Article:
Wednesday 3 February 2021

The False Allure of Humanism

The belief system that most people adopt today, either deliberately or more often just through absorbing the general assumptions about life, is humanism, the moral philosophy of which is encapsulated in the golden rule of do as you would be done by. This drives our current obsession with egalitarianism. It even underlies the panicked measures taken to contain Covid-19. But beneath its attractive looking exterior, humanism is an incoherent belief system and little more than a dressed-up version of nihilism.

The humanist does not believe in God* but he does believe in this abstraction of 'humanity'. Setting aside whether there is such a thing as humanity or whether there are just human beings, I would point out that humanity without a divine maker who has given it its own spiritual life and freedom is nothing more than an assemblage of atoms driven by mechanical forces. To talk of love or goodness in these terms is ludicrous. You are not real and neither am I. There is no centre to your being and you cannot in any meaningful way actually matter. You are nothing. Human beings only have any kind of integrity to their being if they have spiritual integrity. Without God we are empty vessels with no authentic individuality. 

What humanism does is borrow or steal ideas which can only have any substance in a spiritual universe and apply them to itself. This cannot work because what gives these ideas reality in the first place is being denied. It is like trying to climb while denying the fact of height. Individuality, freedom, love have no meaning in a purely material universe and to pretend otherwise is blatant self-deception.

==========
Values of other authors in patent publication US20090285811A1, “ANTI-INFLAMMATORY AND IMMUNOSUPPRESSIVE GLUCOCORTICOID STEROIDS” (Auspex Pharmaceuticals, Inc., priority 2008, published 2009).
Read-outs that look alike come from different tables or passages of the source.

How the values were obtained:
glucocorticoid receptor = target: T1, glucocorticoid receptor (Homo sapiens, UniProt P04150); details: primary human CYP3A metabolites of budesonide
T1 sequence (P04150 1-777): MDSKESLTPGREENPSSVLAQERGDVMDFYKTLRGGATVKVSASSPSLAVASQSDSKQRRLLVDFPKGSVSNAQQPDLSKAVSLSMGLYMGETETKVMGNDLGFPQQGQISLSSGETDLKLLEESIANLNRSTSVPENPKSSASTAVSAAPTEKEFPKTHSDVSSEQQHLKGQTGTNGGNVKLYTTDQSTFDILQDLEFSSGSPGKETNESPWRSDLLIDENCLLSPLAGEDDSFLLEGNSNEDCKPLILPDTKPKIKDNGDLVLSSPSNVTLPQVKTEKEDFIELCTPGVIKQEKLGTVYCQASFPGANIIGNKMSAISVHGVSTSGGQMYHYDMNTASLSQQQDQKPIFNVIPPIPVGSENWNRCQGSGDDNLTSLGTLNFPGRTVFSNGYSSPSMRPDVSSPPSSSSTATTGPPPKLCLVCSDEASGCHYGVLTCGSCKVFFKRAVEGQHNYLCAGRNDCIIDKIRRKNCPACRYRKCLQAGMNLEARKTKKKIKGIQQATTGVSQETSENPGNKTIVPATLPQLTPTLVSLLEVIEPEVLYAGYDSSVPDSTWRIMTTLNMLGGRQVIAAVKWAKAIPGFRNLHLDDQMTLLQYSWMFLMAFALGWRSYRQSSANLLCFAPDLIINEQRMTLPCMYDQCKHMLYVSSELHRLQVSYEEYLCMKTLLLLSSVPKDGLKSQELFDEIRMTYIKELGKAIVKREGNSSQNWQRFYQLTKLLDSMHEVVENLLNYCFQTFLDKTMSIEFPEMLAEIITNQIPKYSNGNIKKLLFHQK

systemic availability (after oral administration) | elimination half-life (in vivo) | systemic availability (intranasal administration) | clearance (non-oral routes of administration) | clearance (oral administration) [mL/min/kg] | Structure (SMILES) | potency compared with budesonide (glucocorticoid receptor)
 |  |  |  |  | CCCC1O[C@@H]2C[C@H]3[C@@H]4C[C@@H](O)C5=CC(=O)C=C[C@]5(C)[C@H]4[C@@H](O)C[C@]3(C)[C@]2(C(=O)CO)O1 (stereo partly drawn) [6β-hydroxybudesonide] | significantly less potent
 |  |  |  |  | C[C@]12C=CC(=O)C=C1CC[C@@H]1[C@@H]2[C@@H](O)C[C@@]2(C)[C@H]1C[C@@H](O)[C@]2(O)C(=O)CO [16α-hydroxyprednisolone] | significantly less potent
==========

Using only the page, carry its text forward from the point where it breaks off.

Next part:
This matters. You cannot say that as long as we accept individuality, freedom and love, it doesn't matter if we don't acknowledge where they come from. If you don't acknowledge their source you put yourself at opposition with the things themselves which become shadows of their true selves. You are living in a world of fakes and make-believe. You are an imposter, a thief. If individuality, freedom and love only exist because of God then to construct a world and a philosophy and a mode of being that denies God but tries to retain these things is to live a lie. A denier of God has no reason to care for anything because there is nothing except him and he isn't real in any meaningful sense not to mention the fact that he won't last long in any sense at all.

When it comes down to it, the humanist replaces God with self so that self eventually becomes God. This is why today a man can become a woman or thinks he can. I make my own reality. I am God. There is no absolute truth. I can be what I want to be.

When the real Christ is abandoned a false Christ arises, in the realm of ideas at first but maybe eventually in reality. This false Christ will be a humanitarian or, at least, he will appear as one. But his humanitarianism will be an end in itself not part of an over-riding approach to God. He may talk of God but his God will have to fit into the general materialistic attitude with our life in this world seen as primary. He will talk of progress, improvement, development but all these things relate to making the same thing better or apparently better. The spiritual path is not about improvement but transcendence. It does not look to make better men but new men who may be formed from the old men but are more properly described as transformed. Humanism keeps us in profound spiritual darkness because it can never liberate us from the merely human.

* Some in the modern world do believe in God or think they do but their approach to the spiritual is conditioned by the worldly, the complete reverse of which should be the case. That is why I say they think they believe in God. The general trend of their thought shows they don't really. Judge them by their fruits.


John Fitzgerald said...

Yes. It's interesting how both Vladimir Solovyev in the late 19th century ('Three Tales of the Antichrist') and EF Benson in the early 20th ('Lord of the World') picked up on this idea of the coming Antichrist as a great philanthropist and humanist. Humanism is a contradiction in itself as it denies that which makes us most human - and which, at the end of the day, keeps us human - our belief in something greater than the human, ie the Divine.